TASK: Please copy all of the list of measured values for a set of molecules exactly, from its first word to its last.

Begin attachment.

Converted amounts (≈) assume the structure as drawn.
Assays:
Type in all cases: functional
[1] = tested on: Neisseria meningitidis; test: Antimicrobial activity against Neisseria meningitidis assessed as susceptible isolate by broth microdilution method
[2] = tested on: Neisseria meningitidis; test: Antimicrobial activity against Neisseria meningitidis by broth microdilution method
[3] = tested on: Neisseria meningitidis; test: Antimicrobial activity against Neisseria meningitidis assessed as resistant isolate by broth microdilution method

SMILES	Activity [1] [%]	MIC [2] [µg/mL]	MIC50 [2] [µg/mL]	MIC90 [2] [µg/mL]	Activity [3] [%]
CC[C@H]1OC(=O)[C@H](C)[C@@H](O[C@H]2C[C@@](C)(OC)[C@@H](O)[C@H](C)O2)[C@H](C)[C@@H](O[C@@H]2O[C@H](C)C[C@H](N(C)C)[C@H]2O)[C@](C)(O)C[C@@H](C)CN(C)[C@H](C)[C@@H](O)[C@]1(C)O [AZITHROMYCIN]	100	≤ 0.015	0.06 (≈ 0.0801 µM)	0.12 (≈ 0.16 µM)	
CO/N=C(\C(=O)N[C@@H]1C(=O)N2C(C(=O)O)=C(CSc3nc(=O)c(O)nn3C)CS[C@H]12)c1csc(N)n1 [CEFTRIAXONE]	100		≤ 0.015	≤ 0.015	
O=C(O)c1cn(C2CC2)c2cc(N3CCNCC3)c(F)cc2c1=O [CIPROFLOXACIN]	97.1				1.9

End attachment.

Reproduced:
Converted amounts (≈) assume the structure as drawn.
Assays:
Type in all cases: functional
[1] = tested on: Neisseria meningitidis; test: Antimicrobial activity against Neisseria meningitidis assessed as susceptible isolate by broth microdilution method
[2] = tested on: Neisseria meningitidis; test: Antimicrobial activity against Neisseria meningitidis by broth microdilution method
[3] = tested on: Neisseria meningitidis; test: Antimicrobial activity against Neisseria meningitidis assessed as resistant isolate by broth microdilution method

SMILES	Activity [1] [%]	MIC [2] [µg/mL]	MIC50 [2] [µg/mL]	MIC90 [2] [µg/mL]	Activity [3] [%]
CC[C@H]1OC(=O)[C@H](C)[C@@H](O[C@H]2C[C@@](C)(OC)[C@@H](O)[C@H](C)O2)[C@H](C)[C@@H](O[C@@H]2O[C@H](C)C[C@H](N(C)C)[C@H]2O)[C@](C)(O)C[C@@H](C)CN(C)[C@H](C)[C@@H](O)[C@]1(C)O [AZITHROMYCIN]	100	≤ 0.015	0.06 (≈ 0.0801 µM)	0.12 (≈ 0.16 µM)	
CO/N=C(\C(=O)N[C@@H]1C(=O)N2C(C(=O)O)=C(CSc3nc(=O)c(O)nn3C)CS[C@H]12)c1csc(N)n1 [CEFTRIAXONE]	100		≤ 0.015	≤ 0.015	
O=C(O)c1cn(C2CC2)c2cc(N3CCNCC3)c(F)cc2c1=O [CIPROFLOXACIN]	97.1				1.9